The most obvious symptom is your motorcycle won’t start if the fuel pump doesn’t work. Of course, everyone knows that.

The fuel injector needs a pressurized fuel supply to atomize and mix with air before sending it to the combustion chamber.

These are some other symptoms of a failing fuel pump on a motorcycle:

  • The motorcycle engine faces difficulty in starting.
  • The motorcycle feels like losing power when accelerating.
  • The motorcycle engine stops while idling.
  • Your motorcycle will get poor MPG.
  • The malfunction indicator lamp (MIL), aka Check Engine Light, will glow.

How To Fix Failing Fuel Pump On A Motorcycle

As I told you earlier, the fuel pump is essential for fuel injector-based motorcycles. If the pump fails to supply gasoline to the fuel injector, your motorcycle won’t start.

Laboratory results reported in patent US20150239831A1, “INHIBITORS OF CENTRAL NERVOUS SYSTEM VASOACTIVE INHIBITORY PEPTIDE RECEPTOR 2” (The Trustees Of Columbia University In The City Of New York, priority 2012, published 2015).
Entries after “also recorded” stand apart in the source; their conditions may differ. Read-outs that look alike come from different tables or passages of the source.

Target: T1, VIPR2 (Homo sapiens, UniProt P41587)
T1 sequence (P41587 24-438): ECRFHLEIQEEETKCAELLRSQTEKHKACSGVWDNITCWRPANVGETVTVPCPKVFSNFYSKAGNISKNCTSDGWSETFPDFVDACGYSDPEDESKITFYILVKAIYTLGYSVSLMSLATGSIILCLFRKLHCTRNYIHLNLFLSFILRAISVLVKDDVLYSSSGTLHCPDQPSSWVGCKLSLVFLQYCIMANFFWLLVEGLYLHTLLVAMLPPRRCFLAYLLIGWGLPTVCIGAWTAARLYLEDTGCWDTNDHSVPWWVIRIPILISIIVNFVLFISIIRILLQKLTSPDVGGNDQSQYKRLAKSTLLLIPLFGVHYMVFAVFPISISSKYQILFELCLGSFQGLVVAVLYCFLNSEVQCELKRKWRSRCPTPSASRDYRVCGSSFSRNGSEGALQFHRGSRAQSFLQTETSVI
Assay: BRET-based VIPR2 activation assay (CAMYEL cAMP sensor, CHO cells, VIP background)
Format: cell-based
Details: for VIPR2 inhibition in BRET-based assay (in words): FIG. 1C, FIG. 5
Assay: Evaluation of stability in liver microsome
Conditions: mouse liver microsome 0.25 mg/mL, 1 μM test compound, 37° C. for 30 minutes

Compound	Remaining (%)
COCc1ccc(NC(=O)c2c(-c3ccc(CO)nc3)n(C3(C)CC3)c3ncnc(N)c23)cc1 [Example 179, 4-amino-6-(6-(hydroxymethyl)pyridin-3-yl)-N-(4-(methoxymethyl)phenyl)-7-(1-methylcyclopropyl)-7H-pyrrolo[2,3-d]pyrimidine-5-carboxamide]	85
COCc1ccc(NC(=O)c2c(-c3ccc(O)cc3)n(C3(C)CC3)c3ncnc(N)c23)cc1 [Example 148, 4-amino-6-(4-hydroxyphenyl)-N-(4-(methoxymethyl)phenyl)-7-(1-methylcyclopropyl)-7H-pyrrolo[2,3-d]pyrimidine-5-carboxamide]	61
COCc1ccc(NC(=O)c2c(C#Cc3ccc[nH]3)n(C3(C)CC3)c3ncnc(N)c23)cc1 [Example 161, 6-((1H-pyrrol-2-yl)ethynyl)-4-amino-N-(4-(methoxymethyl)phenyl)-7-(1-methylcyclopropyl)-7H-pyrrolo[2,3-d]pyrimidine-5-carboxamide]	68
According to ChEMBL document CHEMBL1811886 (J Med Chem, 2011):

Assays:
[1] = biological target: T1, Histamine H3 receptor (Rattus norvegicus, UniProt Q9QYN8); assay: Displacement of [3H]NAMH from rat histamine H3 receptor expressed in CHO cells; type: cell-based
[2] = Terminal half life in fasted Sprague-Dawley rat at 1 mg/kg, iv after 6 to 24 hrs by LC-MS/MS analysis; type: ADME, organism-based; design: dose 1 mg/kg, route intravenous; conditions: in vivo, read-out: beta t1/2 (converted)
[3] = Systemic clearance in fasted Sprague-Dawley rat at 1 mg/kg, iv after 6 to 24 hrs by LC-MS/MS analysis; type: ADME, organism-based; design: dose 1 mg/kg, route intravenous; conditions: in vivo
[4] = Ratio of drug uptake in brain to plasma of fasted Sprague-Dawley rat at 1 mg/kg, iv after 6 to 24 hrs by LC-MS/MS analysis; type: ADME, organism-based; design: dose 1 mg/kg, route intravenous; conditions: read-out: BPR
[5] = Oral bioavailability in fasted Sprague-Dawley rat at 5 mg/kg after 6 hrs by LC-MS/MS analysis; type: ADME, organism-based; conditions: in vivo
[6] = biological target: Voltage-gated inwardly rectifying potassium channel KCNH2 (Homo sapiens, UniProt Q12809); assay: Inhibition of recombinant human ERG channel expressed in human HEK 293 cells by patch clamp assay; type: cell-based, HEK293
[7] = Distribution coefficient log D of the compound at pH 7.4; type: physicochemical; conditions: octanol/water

But, sometimes, minor problems also cause a failing pump. Here are some easy methods to troubleshoot a failing motorcycle fuel pump.

1. Check Fuse Box

Bike Fuse Box

I’m sure you know the importance of ‘fuse‘ in electrical circuits. The fuse is a circuit protection device that melts and prevents major damage due to overcurrent.

Motorcycles also have fuse boxes to prevent major electrical failure to high amperage. If your motorcycle fuel pump is not working after turning on the ignition key, there is a high possibility that your pump fuse is blown.

Inspect the fuses and replace the blown ones to keep your fuel pump working. The fuse box has several spare fuses, so match the amperage rating and replace the blown pump fuse.

2. Replace the Fuel Pump Relay

5 Pin Motorcycle Starter Relay Photo

A relay is an integral electrical circuit switch for controlling the power supply efficiently. Your motorcycle’s fuse box has a fuel pump relay controlled by Powertrain Control Module (PCM) that provides current to the fuel pump when the ignition key is switched on.

If your fuel pump relay stops functioning, the fuel injector doesn’t receive pressurized fuel, and your motorcycle engine will face starting problem.